Alban Arthan: The Light of Winter

The forest is hushed, yet the green of the evergreens is not muted; brilliant red berries provide stunning contrast, and even in the deciduous forests one can see the swell of buds – just beginning, to be sure – that will bear stem and leaf in the spring. The slant of the sunlight is a different light than the bright focus of summer, showing nuance and perspective that might have been missed then. And over all the stars take on a crisp brilliance that is riveting even in the chill of winter’s night air.

On the eve of the shortest day and longest night of the year, the thought of the lengthening days to come is a celebration. Let us not forget the beautiful light of winter: let it live in our hearts just a small bit longer. For the stars of winter are featured in may a tale and legend, in songs and hymns and  poems, and in the oldest sacred stories of humankind.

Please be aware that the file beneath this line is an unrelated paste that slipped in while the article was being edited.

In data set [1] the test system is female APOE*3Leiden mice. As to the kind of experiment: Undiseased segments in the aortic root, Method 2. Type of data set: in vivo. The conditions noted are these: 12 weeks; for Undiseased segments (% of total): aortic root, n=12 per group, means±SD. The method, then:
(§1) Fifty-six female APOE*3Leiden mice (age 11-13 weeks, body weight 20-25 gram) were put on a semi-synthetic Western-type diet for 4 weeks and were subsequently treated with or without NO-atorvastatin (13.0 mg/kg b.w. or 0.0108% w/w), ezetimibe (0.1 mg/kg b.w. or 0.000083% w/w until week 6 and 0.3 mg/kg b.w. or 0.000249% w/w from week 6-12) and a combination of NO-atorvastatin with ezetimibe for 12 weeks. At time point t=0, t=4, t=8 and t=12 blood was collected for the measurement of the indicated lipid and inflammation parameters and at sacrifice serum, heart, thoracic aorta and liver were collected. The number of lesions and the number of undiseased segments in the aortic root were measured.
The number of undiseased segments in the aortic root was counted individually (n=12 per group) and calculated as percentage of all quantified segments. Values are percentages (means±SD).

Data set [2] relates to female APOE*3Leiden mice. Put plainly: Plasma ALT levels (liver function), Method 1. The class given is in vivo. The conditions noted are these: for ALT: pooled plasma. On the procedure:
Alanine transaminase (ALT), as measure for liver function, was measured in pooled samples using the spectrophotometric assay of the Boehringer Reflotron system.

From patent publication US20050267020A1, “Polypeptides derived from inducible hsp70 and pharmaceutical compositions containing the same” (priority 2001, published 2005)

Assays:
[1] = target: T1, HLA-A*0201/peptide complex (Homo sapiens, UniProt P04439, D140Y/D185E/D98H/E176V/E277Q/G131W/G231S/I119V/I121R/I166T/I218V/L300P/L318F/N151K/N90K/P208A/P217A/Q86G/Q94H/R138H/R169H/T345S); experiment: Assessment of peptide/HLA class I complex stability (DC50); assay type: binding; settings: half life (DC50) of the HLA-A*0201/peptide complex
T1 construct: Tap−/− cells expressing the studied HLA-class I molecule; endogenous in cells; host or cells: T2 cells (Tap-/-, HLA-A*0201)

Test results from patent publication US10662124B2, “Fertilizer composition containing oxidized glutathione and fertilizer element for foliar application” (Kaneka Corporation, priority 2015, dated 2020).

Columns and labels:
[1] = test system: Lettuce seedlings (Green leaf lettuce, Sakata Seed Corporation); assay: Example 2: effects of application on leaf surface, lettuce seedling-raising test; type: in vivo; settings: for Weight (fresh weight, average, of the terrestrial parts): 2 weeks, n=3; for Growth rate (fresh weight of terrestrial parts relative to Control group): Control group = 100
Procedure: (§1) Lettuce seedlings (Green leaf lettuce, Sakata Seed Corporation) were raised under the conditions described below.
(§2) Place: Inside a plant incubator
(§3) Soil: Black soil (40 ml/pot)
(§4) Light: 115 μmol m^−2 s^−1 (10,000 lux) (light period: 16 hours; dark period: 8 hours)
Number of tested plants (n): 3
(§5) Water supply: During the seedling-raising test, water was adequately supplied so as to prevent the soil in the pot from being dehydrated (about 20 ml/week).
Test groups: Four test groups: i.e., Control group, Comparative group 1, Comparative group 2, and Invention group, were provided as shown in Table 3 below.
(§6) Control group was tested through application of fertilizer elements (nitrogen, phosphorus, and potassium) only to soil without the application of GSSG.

Portent and mystery, glimpses of the divine majesty, beacons of light and hope, silver fire in the heavens…The light of winter shows us, maybe, that the unknowable magic of the heavens is a fine and blessed thing…It matter not, I think, my imaginary friend that we reflect on the stars in the night sky, or the stars that grace a Christmas tree, but that we simply see the light of winter. Let us follow yonder stars.

Winter Solstice

*first published December, 2011


I love this day, perhaps in part for the romance of unbroken centuries of denizens of the northern hemisphere celebrating the return of the light. True, it is not as exhilarating as watching the sun rise over jagged mountain peaks on Midsummer Day, yet the summer solstice is tinged with the faint regret of being at the apex from which the days will slowly but surely become shorter. But now, in mere moments, the days here will begin to lengthen, and the promise of everything to come is very sweet.